A seven-year-old running a lemonade stand can see the flaw in that argument. If Amazon really wanted lower ebook prices, it’d pay authors twice as much as it does outside the narrow $2.99 to 9.99 price range, so they could lower their prices. And it wouldn’t charge that outrageous download fee–equivalent to a $400 hamburger–inside that price range.

    It’s Amazon who is cheating authors and paying authors better is the most essential element in enhancing book culture. Paid better, authors will have more resources for writing and publishing. Paid poorly, often half what Apple pays, they struggle, unable to even take their kids out for hamburgers.

    Amazon is the Scrooge of ebook publishing, but with one difference. It is not showing any willingness to change. It continues the same destructive, sub-market payment policies, and it continues to offer the same tired and oft-refuted arguments in an effort to get them on their side.

    It’s your call, Chris. You can claim that authors are stupid enough to take Amazon’s side in this dispute or you can appeal to them to show courage and to fight for decent compensation and an end to Buy-Button-removing, limited-availability bullying that hurts authors, publishers and the entire book culture they claim to value.

  2. “Much of what Amazon is telling ebook authors is as ridiculous as the propaganda that the Germans dropped on Bastogne.”

    Ah, Reduction ad Hitlerum. How did I know it would be MWP that would do it? 😉

  3. One of the things that MWP always ignores is that Apple has to offer up something to convince people to sell their books through them. Apple is a bit player in the eBook market. When you are in that position you need to offer up something to entice people to come to you.

    As is always pointed out Apple has no eInk device so voracious readers shy away from them.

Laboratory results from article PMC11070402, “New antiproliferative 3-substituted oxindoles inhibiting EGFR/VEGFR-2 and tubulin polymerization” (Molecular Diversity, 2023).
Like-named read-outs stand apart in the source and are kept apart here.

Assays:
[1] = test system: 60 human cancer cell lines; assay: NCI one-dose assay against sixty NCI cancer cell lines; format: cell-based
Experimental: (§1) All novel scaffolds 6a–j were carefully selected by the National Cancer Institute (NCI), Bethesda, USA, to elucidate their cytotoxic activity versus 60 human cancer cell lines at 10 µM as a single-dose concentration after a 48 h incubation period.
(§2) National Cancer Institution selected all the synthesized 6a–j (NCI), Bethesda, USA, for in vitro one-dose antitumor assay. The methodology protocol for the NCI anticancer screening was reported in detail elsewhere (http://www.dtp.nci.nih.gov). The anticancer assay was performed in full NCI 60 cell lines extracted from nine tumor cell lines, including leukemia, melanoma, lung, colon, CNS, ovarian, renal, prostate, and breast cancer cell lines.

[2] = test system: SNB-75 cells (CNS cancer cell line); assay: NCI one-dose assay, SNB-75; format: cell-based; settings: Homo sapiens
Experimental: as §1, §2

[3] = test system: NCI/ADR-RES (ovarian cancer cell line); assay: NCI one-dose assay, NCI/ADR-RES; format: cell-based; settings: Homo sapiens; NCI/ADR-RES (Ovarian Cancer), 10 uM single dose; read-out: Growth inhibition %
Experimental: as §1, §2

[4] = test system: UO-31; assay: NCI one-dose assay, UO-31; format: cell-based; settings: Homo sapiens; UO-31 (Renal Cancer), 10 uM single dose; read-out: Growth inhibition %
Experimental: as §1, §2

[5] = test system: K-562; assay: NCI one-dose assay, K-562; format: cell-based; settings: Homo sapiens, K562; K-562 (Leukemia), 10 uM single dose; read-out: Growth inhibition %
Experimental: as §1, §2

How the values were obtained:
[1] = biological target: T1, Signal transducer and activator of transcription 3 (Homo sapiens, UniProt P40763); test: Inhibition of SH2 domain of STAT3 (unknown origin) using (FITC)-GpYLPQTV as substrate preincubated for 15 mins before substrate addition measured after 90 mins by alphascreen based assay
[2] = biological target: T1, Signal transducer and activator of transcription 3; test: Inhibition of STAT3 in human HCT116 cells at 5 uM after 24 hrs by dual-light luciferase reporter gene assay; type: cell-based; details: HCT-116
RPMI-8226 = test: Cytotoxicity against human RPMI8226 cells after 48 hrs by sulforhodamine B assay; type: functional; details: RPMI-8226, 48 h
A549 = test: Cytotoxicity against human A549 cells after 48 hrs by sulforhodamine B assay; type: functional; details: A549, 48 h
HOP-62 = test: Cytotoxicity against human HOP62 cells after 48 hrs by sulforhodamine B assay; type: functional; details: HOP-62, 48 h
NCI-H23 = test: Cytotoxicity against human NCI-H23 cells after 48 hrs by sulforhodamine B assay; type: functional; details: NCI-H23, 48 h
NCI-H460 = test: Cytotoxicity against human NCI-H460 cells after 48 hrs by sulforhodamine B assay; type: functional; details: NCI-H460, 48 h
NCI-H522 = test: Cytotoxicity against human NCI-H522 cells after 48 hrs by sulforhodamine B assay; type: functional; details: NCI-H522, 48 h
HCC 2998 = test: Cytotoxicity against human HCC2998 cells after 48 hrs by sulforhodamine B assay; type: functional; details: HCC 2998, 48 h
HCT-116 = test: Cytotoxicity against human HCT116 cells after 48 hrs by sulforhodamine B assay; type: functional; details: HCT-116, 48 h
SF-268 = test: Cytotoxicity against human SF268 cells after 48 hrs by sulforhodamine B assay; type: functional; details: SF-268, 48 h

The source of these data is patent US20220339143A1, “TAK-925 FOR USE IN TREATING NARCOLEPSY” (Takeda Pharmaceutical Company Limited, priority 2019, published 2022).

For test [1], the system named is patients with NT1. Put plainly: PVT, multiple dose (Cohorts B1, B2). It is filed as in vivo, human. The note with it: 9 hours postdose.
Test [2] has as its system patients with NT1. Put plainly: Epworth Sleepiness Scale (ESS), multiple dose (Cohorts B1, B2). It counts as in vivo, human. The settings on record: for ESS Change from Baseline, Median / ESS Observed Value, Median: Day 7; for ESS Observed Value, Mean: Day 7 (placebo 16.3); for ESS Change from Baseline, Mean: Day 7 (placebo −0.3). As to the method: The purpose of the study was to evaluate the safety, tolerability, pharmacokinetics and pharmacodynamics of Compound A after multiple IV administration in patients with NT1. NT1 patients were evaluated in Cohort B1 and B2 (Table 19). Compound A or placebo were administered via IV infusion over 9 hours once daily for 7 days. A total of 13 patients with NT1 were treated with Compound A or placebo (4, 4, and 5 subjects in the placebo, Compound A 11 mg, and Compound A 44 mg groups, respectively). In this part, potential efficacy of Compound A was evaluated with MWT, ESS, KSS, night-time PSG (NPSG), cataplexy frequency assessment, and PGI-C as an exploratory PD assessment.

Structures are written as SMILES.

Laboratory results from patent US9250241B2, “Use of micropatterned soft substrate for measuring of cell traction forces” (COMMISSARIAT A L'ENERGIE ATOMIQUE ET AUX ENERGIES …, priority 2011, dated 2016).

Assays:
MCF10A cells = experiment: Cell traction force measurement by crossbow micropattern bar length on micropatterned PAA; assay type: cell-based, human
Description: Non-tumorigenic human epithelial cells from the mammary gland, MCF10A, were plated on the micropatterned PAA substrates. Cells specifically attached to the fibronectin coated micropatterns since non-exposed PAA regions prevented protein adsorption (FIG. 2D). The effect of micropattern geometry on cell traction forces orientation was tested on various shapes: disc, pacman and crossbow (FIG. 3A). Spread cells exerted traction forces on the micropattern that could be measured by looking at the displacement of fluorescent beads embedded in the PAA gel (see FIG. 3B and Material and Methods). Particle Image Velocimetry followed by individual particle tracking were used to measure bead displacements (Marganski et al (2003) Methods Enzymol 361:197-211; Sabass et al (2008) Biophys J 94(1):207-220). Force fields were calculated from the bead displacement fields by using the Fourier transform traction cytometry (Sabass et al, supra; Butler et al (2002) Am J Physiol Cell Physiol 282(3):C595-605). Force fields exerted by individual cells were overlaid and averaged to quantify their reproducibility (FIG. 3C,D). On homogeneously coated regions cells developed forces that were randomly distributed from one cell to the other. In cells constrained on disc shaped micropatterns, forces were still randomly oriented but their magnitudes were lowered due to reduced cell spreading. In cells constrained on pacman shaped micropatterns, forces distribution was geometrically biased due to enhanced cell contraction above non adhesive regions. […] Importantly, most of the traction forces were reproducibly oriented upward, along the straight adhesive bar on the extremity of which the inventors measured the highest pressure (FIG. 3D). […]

4. Quote: “One of the things that MWP always ignores is that Apple has to offer up something to convince people to sell their books through them. Apple is a bit player in the eBook market. When you are in that position you need to offer up something to entice people to come to you.”

    Hardly a bit player. Industry guessers say Apple is #2 in ebooks with about 20% of the market to Amazon’s 70%. Ever other ebook retailer but Amazon would die to get that ‘bit player’ market share. And Amazon is playing some nasty politics with the DOJ to try to cripple Apple. Amazon does not see Apple as insignificant. I just wish Apple would get more aggressive.

    Bob’s actually touched on the root of the problem, and it’s certainly not one I ignore. I repeated point out that Amazon bullies, in part because of its corporate culture and in part because its huge size lets them get away with it.

    The answer is, of course, to shrink Amazon’s market share. It was once 90%. It is now 70% and could go lower. The fact that it is playing nasty with giants like Hachette (and now Disney for DVDs) suggests that its not that confident.

    In the end, Amazon may be done in by the very nasty behavior that its putting so much trust in. I’ve recently pointed out one reason. Here’s what it is:

    Children’s book and textbook publishers are frustrated by reflowable ebooks formats. They need what’s called a fixed format layout instead, one where they control just how a book looks much like PDF does with print. A standard for that exists: fixed format ePub.

    Amazon hasn’t shown them any sympathy because, as Bob notes, it doesn’t have to do that. Just a few weeks ago I contacted Kindle support asking how some textbooks I’m planning could be created in the Kindle KF8 equivalent of fixed layout. I was told that my only option was to hire third parties to hand code the book for thousands of dollars.